23. 23. Contribution of Cruise Tourism to the Economies of Europe 2014 Edition 21 8. The Economic Benefits of Cruise Tourism • The Personal Services and Government sector accounted for 7.6% of the total employment impacts with over 25,800 total jobs. These jobs were concentrated in the education, medical care and social services industries. Total Employment by Country As indicated in Table 8. 3, the European cruise industry was responsible for generating employment in each of the EU+3 countries. The employment impacts were, however, concentrated in 10 countries, accounting for 91% of the industry’s total job creation. Another five had total employment impacts in excess of nearly 1,000 jobs or more and accounted for 3.9% of total job creation. The remaining 15 countries accounted for 5.5% of total employment impacts generated by the industry. The Top Ten The three countries of Italy, the UK and Germany accounted for 67% of the direct expenditures of the cruise industry and 65% of the total employment impacts. These three countries experienced a combined increase of 3.9% in direct expenditures and a 4.1% rise in total employment from 2012. • Italy accounted for 30.3% of the total employment impacts with 102,867 jobs: • As Europe’s largest cruise destination market, the transportation (excluding cruise line employees), trade and hospitality industries accounted for a combined 27% of the total employment impacts. • The manufacturing sector accounted for 25% of the total impact with these jobs concentrated in the shipbuilding and metals industries. • The cruise lines directly employed an estimated 14,136 Italian residents as crew and administrative staff, 14% of the total employment impacts. Table 8. 3: Total Employment by Country, 2013 • The United Kingdom accounted for 21% of the total employment impacts with an estimated 70,241 jobs: • As Europe’s largest cruise passenger source market, the transportation (excluding cruise line employees), trade and hospitality industries accounted for a combined 22% of the total employment impacts. • The Financial and Business Services sector accounted for 23% of the total impact. These jobs were primarily in the advertising, professional consulting and insurance industries. • The cruise lines directly employed an estimated 15,643 UK residents as crew and administrative staff, which accounted for 22% of the total employment impacts. • Germany accounted for 14% of the total employment impacts with an estimated 46,863 jobs: • Manufacturing accounted for 29% of the total impact, a slight decline from 30% in 2012. • As Europe’s second largest cruise passenger source market, Germany’s transportation (excluding cruise line employees), trade, and hospitality industries accounted for a combined 19% of the total employment impacts. • The cruise lines directly employed an estimated 4,355 German residents as crew and administrative staff, which accounted for 9.3% of the total employment impacts. The remaining seven countries in the top ten tended to be impacted in one or two primary segments. • Spain, as a major source and destination market with some headquarters operations, had a total employment impact that totalled 25,640 jobs. Cruise line employees accounted for 4% of its total employment impact while the transportation (excluding cruise line employees), trade and hospitality industries accounted for 38% of the impact. • Norway provides ship maintenance services and crew and is a destination market with total employment impact of just over 14,800 jobs. Cruise line employees accounted for 27% of total impact and manufacturing for 22%. • France is a shipbuilding centre and a source and destination market. It had a total employment impact of 14,461 jobs. The manufacturing sector accounted for 25% of the total, down from 28% in 2012, while the transportation, trade and hospitality industries accounted for 37% of the total employment impact. • Greece is primarily a destination market with some ship repair services and had a total employment impact of just over 11,200. Approximately 42% of these jobs were in the transportation sector and 11% in manufacturing. • Portugal is a source for crew and ship repair services and is also a cruise destination market. It had a total employment impact of nearly 8,200 jobs. Employees of the cruise lines accounted for 44% of the total impact and the transportation (excluding crew), trade and hospitality sectors accounted for 24%. • Finland features primarily as a shipbuilding centre. Its employment impact in excess of 7,700 jobs was concentrated in the manufacturing sector, which accounted for 56% of the total impact, up from 46% in 2012. Country Total Jobs Share of Total Italy 102,867 30.3% UK 70,241 20.7% Germany 46,863 13.8% Spain 25,620 7.6% Norway 14,864 4.4% France 14,461 4.3% Greece 11,215 3.3% Portugal 8,192 2.4% Finland 7,742 2.3% Netherlands 5,826 1.7% Top 10 307,891 90.8% Poland 3,490 1.0% Denmark 2,975 0.9% Sweden 2,749 0.8% Malta 2,244 0.7% Cyprus 959 0.3% Next 5 12,417 3.7% Rest of EU+3 19,109 5.5% Total 339,417 100.0%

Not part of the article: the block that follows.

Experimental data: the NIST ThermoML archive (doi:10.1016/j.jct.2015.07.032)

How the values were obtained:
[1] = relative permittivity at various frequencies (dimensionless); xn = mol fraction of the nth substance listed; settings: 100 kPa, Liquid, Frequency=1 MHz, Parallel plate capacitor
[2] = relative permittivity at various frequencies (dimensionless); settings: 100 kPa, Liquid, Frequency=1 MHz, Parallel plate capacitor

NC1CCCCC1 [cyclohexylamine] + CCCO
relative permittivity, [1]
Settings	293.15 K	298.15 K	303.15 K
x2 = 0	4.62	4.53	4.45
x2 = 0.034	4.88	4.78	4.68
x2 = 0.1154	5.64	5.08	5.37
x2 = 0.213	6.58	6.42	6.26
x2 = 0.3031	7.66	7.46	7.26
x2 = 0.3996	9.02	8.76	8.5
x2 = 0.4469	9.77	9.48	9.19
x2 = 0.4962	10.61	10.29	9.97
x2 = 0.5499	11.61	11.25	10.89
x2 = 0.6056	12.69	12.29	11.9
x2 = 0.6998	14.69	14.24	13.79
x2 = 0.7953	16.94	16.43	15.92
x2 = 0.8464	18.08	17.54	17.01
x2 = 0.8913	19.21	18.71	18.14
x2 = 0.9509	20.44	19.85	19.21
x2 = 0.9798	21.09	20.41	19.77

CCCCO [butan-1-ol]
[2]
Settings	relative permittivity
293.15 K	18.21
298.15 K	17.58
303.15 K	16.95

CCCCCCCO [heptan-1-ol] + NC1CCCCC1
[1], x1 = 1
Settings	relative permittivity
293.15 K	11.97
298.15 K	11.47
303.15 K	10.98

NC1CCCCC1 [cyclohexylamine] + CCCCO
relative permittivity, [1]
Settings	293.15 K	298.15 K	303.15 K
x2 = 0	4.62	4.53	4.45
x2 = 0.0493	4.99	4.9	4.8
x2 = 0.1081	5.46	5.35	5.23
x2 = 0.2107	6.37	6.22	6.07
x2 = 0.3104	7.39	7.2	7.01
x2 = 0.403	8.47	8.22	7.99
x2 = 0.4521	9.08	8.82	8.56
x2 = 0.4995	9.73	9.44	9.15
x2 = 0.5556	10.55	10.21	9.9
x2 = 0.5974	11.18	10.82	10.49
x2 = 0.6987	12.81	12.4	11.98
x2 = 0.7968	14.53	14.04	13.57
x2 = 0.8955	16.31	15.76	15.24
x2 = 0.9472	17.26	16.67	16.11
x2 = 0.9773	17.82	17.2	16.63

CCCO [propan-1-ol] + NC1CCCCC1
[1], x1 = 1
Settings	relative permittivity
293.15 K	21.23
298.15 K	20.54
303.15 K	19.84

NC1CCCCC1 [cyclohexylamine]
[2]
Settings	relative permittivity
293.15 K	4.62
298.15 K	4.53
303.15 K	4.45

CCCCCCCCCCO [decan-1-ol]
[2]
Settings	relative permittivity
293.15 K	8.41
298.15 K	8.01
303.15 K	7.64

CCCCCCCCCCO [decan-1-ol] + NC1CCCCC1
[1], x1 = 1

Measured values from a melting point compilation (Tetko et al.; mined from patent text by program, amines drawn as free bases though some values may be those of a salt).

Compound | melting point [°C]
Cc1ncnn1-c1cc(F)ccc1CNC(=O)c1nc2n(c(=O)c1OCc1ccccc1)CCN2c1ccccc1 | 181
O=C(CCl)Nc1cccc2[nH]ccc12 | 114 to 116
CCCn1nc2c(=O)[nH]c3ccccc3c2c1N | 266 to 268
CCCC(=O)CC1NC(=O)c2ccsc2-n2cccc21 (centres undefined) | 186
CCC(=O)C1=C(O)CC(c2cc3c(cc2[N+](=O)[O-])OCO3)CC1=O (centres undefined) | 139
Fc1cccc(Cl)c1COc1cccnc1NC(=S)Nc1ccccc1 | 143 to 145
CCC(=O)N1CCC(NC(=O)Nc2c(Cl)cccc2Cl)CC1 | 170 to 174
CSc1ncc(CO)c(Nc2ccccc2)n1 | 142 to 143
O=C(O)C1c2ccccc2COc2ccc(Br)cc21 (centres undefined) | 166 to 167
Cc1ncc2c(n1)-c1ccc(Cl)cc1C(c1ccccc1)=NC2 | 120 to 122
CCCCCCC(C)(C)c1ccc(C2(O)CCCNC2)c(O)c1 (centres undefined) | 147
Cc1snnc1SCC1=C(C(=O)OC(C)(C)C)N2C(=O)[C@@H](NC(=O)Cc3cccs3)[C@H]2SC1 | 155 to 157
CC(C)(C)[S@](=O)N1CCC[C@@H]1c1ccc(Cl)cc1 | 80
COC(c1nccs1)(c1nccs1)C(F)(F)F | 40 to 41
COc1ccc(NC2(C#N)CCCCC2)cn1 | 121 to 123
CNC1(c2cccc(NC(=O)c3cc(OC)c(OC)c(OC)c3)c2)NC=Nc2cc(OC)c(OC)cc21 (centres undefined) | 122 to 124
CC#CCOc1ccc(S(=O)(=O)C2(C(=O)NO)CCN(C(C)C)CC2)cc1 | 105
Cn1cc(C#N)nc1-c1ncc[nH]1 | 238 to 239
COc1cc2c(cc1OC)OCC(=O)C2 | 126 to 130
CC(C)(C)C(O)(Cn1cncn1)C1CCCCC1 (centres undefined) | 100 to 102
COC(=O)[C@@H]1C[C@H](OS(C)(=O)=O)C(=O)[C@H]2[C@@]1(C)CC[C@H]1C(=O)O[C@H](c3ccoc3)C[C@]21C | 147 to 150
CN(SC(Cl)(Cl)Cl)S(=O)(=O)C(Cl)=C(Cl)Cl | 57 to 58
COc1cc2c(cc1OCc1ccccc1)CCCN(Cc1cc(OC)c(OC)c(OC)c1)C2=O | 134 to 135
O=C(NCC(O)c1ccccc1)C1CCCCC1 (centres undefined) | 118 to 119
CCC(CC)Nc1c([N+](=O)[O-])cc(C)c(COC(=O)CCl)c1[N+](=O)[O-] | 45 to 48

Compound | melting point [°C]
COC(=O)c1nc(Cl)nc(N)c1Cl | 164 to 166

24. 24. 22 Contribution of Cruise Tourism to the Economies of Europe 2014 Edition 8. The Economic Benefits of Cruise Tourism • The Netherlands is primarily a source market for cruise industry purchases and shipbuilding. Purchases by cruise lines amounted to nearly 75% of the direct expenditures with shipbuilding accounting for another 10%. The total employment impact during 2013 was just over 5,800 jobs. The manufacturing sector was responsible for 22% of the total employment impacts while the transportation, trade and hospitality sectors accounted for 32%. The remaining 21 countries were primarily impacted as source markets, destination markets or as sources for crew. As a result most of the jobs generated in these countries were either as crew or in the transportation, trade and hospitality sectors. Compensation Impacts The cruise industry is also responsible for the generation of significant income throughout Europe. The 339,417 total jobs generated by cruise tourism also generated €10.5 billion in total compensation, which is comprised of direct, indirect and induced impacts. Figure 8.4: Total Compensation Impact in Europe, 2013 Direct Compensation Impacts The cruise tourism expenditures directly generated €5.0 billion in compensation throughout Europe during 2013, an increase of 4.5% from 2012. This compensation included income received by employees of the cruise lines, direct suppliers to the cruise lines and the employees of establishments providing goods and services to cruise passengers. The distribution of compensation among the major industries in Europe is similar to but not identical to the employment distribution. The differences are due to the wage differentials among the impacted industries and the countries in which the jobs are generated. As indicated in Table 8. 4 the direct compensation impacts are broadly based and include the following. • The 62,431 European residents directly employed by the cruise lines received €1.45 billion in compensation. They accounted for 29% of the direct compensation impacts. • The 39,071 European manufacturing employees dependent on cruise-related spending earned an estimated €1.58 billion in compensation, amounting to 32% of the total direct compensation. • Employees of European shipyards engaged in the construction and maintenance of cruise ships received an estimated €1.0 billion in compensation in 2013. • Employees in the food and beverage industry earned €83 million from the production of provisions consumed by cruise passengers and crew. • Workers directly employed in the metals and machinery industries earned €262 million producing a broad range of equipment used on cruise ships and in administrative offices. Table 8.4: Direct Cruise Industry Compensation by Industry, 2013 • It was estimated that the 11,351 wholesale and retail trade sector employees directly employed as a result of cruise industry expenditures received €225 million in compensation, 4.5% of the total direct compensation impacts. • It was also estimated that the 22,506 workers directly employed in Transportation & Utilities sector earned €824 million, 16.6% of the total direct compensation impacts. Figure 8.5: Direct Compensation by Sector, 2013 Direct €5.0 47% Indirect €4.0 38% Induced €1.5 15% €10.5 Billion Industry Direct Compensation Millions Share of Total Agr., Mining & Constr. €4 0.1% Manufacturing € 1,575 31.7% Food & Beverage €83 1.7% Textiles & Apparel €42 0.9% Paper & Printing €45 0.9% Petroleum & Chemicals €74 1.5% Stone & Glass €6 0.1% Metals €72 1.4% Machinery €136 2.7% Electrical Machinery €54 1.1% Shipbuilding €1,002 20.2% Other Manufacturing €61 1.2% Wholesale & Retail Trade €225 4.5% Hospitality €146 2.9% Transportation & Utilities €824 16.6% Air Transport €288 5.8% Transport Services €482 9.7% Other Transport & Utilities €54 1.1% Financial & Business Serv. €467 9.4% Finance, Ins. & Real Estate €75 1.5% Business Services €392 7.9% Personal Services & Govt €280 5.6% Subtotal €3,521 70.8% Cruise Line Employees €1,449 29.2% Grand Total €4,970 100.0% Manufacturing €1,575 32% Trade €225 5% Transportation & Utilities €822 16% Hospitality €146 3% Financial & Business services €467 9% Cruise Lines €1,448 29% All Other Sectors €284 6% €5.0 Billion